Great Blue Herons, a Waterfront Favorite
I vividly recall the first moment I gazed upon a great blue heron in flight.  What a majestic sight!  A beautiful blueish bird with a wingspan of 6 feet--WOW!  It was a thrill I cannot adequately describe.  And the first time I lay in my bed drifting off to sleep to hear a loud thump on the second story roof above my head.  I flew down the stairs and out the front door to see a heron flying toward the neighbor's home--I guess I scared the bird as much as his landing scared me.  Little did I know how amazing these birds are.

Each spring now, I eagerly await the return of the Great Blue Heron to the lake on which I live. This year, our lake has been blessed with four herons.  For the majority of the summer, I will watch these great fishermen in awe.

Like other birds in spring, the herons' thoughts are of love. Blue herons mate for life. Each spring, males and females alike perform courtship rituals often displaying their beautiful crests.  Mornings and evenings on our lake are filled with spectacular diplays of flying herons.  They circle in flight calling loudly to one another, land on the shore and extend their necks, and then take off to fly in circles again filling my view with remarkable birds!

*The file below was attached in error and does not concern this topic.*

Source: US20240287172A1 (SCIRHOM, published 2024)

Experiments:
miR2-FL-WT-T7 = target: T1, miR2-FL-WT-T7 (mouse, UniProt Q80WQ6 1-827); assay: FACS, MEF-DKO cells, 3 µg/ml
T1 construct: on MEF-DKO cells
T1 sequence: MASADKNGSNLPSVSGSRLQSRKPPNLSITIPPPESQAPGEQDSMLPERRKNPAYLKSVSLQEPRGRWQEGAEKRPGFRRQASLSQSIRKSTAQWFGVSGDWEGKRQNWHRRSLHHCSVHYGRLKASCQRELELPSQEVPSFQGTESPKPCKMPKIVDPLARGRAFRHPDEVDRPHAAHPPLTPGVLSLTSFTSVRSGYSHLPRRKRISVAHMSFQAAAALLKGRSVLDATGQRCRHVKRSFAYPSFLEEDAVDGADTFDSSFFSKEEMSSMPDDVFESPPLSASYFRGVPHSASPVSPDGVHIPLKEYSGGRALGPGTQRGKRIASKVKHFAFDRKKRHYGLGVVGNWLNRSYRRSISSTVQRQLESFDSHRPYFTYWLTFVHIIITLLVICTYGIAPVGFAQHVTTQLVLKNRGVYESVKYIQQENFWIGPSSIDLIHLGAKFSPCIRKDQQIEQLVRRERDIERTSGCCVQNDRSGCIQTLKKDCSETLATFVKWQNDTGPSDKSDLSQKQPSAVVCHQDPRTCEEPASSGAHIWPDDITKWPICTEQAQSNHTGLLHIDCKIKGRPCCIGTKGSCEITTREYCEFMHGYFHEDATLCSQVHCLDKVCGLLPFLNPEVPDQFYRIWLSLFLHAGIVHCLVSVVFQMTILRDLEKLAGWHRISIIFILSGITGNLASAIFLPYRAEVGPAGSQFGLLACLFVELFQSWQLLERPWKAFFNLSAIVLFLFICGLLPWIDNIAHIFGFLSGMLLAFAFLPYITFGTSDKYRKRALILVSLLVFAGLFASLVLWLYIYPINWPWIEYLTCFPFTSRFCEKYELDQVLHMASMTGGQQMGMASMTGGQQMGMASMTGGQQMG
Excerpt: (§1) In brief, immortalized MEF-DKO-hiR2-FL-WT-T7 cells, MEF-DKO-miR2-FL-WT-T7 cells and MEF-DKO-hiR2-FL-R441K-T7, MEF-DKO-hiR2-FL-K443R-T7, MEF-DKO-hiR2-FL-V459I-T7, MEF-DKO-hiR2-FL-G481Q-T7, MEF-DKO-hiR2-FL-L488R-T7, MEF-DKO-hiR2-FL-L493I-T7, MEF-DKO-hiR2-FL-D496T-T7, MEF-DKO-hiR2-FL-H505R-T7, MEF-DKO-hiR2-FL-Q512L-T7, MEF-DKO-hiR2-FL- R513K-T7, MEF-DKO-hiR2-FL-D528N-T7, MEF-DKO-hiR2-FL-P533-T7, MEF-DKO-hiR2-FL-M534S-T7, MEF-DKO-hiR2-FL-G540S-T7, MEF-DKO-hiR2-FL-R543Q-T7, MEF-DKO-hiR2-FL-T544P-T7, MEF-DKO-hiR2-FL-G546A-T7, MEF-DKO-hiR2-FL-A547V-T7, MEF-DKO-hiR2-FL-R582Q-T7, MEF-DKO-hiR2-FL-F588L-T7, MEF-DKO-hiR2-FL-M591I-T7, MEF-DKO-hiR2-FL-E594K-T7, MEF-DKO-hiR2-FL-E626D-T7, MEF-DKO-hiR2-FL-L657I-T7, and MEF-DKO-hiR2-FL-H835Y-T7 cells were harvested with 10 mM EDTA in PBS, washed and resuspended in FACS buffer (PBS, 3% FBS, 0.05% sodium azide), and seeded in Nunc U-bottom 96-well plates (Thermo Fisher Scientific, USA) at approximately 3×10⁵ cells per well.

Herons are colony breeders; such a colony is known as a rookery.  The males take responsibility for building a platform nest in a high tree.  To support these huge birds, the nests must be large as well--often three feet in diameter. The herons construct their nests using twigs and branches often repairing last year's nest rather than starting anew.  The nests are lined with soft materials, such as grass and moss, to protect the eggs.  

Female herons lay 3 to 7 eggs in a clutch.  After incubation by both parents for 28 days, the heron pair will only raise one or two chicks.  Like many other birds, herons feed their chicks with regurgitated food.  Both parents are active in the feeding and care of their young.  Chicks remain in the nest for almost two months.  Approximately 30 percent of all hatchlings will survive until their first birthday. 

Herons have been observed to live over 20 years.

Wish you could enjoy a heron in your home or garden?  Click here to view our selection of Blue Heron home and garden decor.

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